Cooperative Fish and Wildlife Research Units Program: Tennessee
Education, Research and Technical Assistance for Managing Our Natural Resources

Meerbeek, J. and P.W. Bettoli. 2012. Relying on fin erosion to indentify hatchery-reaered brown trout in a Tennessee tailwater. North American Journal of Fisheries Management, Volume 32:922-928.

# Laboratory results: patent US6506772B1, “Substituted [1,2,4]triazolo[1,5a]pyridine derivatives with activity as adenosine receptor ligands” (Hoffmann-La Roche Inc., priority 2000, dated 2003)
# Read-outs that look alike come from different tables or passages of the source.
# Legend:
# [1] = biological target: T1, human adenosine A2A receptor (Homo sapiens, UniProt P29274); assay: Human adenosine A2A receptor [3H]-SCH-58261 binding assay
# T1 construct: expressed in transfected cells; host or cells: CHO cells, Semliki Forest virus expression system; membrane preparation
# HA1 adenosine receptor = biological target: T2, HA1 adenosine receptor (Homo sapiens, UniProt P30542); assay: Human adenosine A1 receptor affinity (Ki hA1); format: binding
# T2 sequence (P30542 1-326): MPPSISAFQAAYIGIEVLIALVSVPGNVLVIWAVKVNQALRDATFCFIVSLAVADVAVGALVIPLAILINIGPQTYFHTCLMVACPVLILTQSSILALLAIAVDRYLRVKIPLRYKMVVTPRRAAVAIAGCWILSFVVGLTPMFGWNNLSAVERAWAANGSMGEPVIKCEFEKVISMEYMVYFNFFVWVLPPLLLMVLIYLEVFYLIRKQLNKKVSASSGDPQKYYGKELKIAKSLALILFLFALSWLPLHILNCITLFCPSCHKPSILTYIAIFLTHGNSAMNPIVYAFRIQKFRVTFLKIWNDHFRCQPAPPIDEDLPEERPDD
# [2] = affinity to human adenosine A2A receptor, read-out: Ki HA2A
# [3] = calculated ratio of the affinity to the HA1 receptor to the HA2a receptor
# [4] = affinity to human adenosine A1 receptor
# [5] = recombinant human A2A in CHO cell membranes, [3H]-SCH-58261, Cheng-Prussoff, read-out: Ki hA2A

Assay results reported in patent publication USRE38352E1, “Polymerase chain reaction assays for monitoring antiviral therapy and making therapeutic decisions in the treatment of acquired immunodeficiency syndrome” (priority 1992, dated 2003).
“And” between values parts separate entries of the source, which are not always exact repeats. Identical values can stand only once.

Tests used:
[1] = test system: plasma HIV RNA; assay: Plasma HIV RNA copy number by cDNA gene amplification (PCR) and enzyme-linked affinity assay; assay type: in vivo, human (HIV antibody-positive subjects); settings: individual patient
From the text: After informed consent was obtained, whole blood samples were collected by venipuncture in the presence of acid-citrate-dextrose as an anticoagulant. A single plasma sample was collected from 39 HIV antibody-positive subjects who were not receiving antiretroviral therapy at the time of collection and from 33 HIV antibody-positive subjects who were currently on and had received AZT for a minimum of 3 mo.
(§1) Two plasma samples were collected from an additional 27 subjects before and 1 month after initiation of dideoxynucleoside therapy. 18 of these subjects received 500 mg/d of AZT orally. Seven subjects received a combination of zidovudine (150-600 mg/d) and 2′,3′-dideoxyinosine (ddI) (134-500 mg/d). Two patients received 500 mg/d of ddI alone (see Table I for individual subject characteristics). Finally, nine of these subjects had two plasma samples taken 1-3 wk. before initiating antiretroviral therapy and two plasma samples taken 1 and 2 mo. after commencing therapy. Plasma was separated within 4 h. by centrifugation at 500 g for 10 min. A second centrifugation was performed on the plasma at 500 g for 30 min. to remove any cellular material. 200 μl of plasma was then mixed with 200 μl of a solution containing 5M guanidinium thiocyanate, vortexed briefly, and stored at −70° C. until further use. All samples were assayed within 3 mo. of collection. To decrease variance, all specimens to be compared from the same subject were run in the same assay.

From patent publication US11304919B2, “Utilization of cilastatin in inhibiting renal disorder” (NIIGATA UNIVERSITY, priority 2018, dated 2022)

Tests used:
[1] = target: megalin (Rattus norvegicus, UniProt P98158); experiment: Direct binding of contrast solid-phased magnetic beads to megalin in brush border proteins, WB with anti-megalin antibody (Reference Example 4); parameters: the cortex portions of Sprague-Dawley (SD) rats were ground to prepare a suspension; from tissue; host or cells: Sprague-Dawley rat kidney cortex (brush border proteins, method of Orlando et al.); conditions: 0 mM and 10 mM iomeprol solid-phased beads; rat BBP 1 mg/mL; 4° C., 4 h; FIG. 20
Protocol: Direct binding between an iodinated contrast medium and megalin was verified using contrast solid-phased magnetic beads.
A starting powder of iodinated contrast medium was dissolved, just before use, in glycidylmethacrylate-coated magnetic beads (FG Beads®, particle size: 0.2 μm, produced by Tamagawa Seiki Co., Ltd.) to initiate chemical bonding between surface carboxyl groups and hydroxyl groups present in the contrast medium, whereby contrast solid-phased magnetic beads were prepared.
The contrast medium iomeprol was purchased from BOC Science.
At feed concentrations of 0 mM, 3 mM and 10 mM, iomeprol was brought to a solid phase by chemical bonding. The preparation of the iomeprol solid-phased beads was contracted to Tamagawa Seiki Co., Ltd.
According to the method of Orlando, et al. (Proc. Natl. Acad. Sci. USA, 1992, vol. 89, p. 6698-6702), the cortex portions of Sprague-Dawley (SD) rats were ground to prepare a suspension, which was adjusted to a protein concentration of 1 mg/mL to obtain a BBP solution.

Abstract.— Hatchery-induced fin erosion can be used to identify recently stocked catchable-size brown trout Salmo trutta during annual surveys to qualitatively estimate contributions to a fishery. However, little is known about the longevity of this mark and its effectiveness as a short-term (≤ 1 year) mass-marking technique. We evaluated hatchery-induced pectoral fin erosion as a mass-marking technique for short-term stocking evaluations by stocking microtagged brown trout in a tailwater and repeatedly sampling those fish to observe and measure their pectoral fins. At Dale Hollow National Fish Hatchery, 99.1% (228 of 230) of microtagged brown trout in outdoor concrete raceways had eroded pectoral fins one day prior to stocking. Between 34 and 68 microtagged and 26 to 35 wild brown trout were collected during eight subsequent electrofishing samples. In a blind test, one observer correctly identified 91.7 to 100.0% (mean of 96.9%) of microtagged brown trout prior to checking for microtags based on visual examination of pectoral fins up to 322 d post-stocking. In the laboratory, pectoral fin length and width measurements were recorded to statistically compare the fin measurements of wild and microtagged brown trout. With only one exception, all pectoral fin measurements on each date were significantly larger on average for wild trout compared to those of microtagged brown trout. Based on the number of pectoral fin measurements falling below 95% prediction intervals, 93.7% (148 of 158) of microtagged brown trout were correctly identified as hatchery fish using regression models up to 160 d post-stocking. Only 72.2% (70 of 97) of microtagged brown trout were identified correctly after 160 d using pectoral fin measurements and the regression models. We concluded that visual examination of pectoral fin erosion was the most effective way to identify stocked brown trout up to 322 d post-stocking.